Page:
India stands out as a country where high-rise buildings sit cheek-by-jowl with hovels, while in the bustling streets the well-heeled rub shoulders with the homeless. It’s no different with commercial aviation. Most domestic flights depart from an impressive steel-and-glass terminal in one of the metros or emerging mini-metros and arrive at an equally imposing steel-and-glass terminal in another metro or emerging mini-metro. Since airlines are formed to make money this is eminently sensible, because it’s in the large population centres that passengers are plentiful. However, most analysts believe that the full potential of the country’s aviation sector can only be realised if regional connectivity is vastly enhanced. Yet, periodic attempts to take aviation to the masses have met with scant success. Many Tier-II and Tier-III cities and towns have functional airports but suffer the ignominy of inadequate or non-existent air links.
The reasons for the current woes of the country’s airline industry are well known. The airlines bear much of the blame because over-aggressive fleet expansion in boom times has left them deep in debt. Cut-throat competition also puts severe pressure on yields. But what about factors beyond their control, like policy and regulatory confusion, a high-cost environment and inadequate infrastructure? Scarce finance and shortage of trained personnel are other major hurdles in the industry’s quest for growth. These are even more hurtful to regional aviation. Every few months the industry is offered some new reform to help it increase flights to the hinterland. However, unless these measures are part of a well-considered and comprehensive new civil aviation policy, they are doomed to fail.
The regional aviation policy of August 2007 issued by the Ministry of Civil Aviation (MoCA) sought to encourage small start-ups to link Tier-II and Tier-III cities to the nearest metro, and offered several concessions to facilitate regional connectivity. The professed hope was that this would spark a regional aviation revolution in India. However, as it turned out, neither were the incentives enough to make regional flights economically viable, nor did the policy insulate the newcomers from fierce competition from the major airlines.
Over the years a couple of dozen companies did consider floating regional airlines and several went so far as to obtain NOCs from the MoCA. MDLR Airlines was launched in March 2007 and operated three Avro RJ70 regional jets connecting Delhi with eight destinations. It had to quit in November 2009 because it could no longer meet lease payments. Air Mantra commenced operations in July 2012 with two 19-seat Beechcraft 1900D turboprop aircraft connecting Amritsar, Chandigarh and Jammu. However, demand was dismal and it shut shop in April 2013.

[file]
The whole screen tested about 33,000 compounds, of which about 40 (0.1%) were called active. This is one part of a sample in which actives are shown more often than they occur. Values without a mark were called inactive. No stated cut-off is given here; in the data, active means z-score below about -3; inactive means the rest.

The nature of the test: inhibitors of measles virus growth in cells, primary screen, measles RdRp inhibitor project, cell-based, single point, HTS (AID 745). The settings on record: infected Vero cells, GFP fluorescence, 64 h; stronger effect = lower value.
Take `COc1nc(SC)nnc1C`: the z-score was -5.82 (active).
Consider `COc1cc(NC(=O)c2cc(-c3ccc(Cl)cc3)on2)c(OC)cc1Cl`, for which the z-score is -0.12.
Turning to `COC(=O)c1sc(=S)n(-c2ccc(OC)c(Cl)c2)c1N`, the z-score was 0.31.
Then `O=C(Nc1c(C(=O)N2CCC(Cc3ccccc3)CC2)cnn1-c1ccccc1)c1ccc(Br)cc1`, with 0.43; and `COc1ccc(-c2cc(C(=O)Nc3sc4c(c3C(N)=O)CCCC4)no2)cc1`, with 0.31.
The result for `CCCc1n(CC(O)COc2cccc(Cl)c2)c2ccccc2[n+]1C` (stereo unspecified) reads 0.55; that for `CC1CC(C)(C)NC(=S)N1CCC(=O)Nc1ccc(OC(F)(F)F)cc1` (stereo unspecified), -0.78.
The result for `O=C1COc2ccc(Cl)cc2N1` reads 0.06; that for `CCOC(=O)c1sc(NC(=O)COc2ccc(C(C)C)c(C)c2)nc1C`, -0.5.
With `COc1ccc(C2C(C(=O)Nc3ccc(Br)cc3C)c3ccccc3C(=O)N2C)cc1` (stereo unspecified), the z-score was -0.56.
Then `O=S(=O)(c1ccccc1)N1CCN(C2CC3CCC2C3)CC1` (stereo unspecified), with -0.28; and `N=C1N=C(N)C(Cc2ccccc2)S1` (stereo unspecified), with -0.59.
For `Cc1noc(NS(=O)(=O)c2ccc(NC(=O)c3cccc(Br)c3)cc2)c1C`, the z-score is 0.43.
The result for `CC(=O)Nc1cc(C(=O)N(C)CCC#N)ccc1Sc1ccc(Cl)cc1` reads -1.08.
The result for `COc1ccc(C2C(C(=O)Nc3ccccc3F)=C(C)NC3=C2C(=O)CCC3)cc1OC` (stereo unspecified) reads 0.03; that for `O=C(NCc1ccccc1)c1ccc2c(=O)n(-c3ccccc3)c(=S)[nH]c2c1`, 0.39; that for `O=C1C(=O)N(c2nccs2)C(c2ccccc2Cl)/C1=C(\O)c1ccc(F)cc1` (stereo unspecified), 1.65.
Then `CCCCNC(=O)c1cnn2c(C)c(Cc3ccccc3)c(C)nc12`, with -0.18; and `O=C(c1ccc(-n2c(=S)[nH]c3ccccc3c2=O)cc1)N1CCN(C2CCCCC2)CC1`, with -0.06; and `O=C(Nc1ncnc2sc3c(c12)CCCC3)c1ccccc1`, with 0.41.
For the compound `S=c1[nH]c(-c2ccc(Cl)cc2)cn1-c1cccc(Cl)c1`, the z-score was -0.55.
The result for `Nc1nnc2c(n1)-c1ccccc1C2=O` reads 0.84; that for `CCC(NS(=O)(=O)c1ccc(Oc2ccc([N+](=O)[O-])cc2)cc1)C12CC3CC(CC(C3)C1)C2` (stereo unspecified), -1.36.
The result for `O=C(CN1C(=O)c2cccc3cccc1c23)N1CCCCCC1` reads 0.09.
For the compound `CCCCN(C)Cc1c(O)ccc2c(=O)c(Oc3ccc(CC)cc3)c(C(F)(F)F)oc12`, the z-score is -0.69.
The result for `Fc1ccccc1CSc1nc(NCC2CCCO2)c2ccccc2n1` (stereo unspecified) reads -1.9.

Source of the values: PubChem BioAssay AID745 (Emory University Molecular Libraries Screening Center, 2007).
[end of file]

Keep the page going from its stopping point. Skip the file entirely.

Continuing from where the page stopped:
The regional space, to some extent, is filled by the spare effort of the major airlines. But their heart is not in it. They feel that flying to remote destinations means low yields and find it difficult to cover costs. For the record, SpiceJet operates a fleet of 15 Bombardier Q400 NextGen turboprop aircraft and Jet Airways deploys 18 ATR 72 turboprops, some on regional routes. Air India’s wholly-owned subsidiary, Alliance Air, has decided to lease eight ATR 72- 600/500 planes and touch smaller cities. All these add up to an unsatisfactory number.
Yet, once again, there are stray signs of hope for regional aviation after Air Costa launched operations in October 2013. The Vijayawada-based regional carrier links underserved markets with direct flights using a fleet of two Embraer E-170 and two E-190 regional jets. It operates flights to Ahmedabad, Bengaluru, Chennai, Hyderabad, Jaipur and Vijayawada; while Visakhapatnam, Madurai and Coimbatore and other destinations are on the cards. Air Costa recently signed a firm order agreement with Embraer for 50 E-Jets E2s with an additional 50 purchase rights. However, the airline intends to apply for a pan-India licence shortly, which would again leave the country without a dedicated regional carrier.
Although India has a large number of airports (estimated at over 450) most are currently unusable. There are around 93 functional airports, including six run by private operators, plus 28 civil enclaves at military stations. However, only about 70 airports currently attract regular commercial flights. The six metros alone account for about 70 per cent of domestic passenger traffic. For the foreseeable future, turboprop aircraft will be crucial to enhance regional connectivity because land acquisition and environmental issues mean that even new airports may have to be content with short runways, inadequate for Airbus A320 and Boeing B737 jets. Land acquisition hassles also add to project costs and affect financial viability.
In the absence of dedicated regional airlines the government compels the major carriers to touch more destinations through the infamous Route Dispersal Guidelines (RDG). According to the RDG, all scheduled operators are required to deploy a specified percentage of their trunk route capacity onto routes that link remote and smaller cities and towns. Naturally there’s a noticeable lack of enthusiasm because the airlines do not find such routes to be commercially viable. (To be Continued in Show Daily 2)
© India Strategic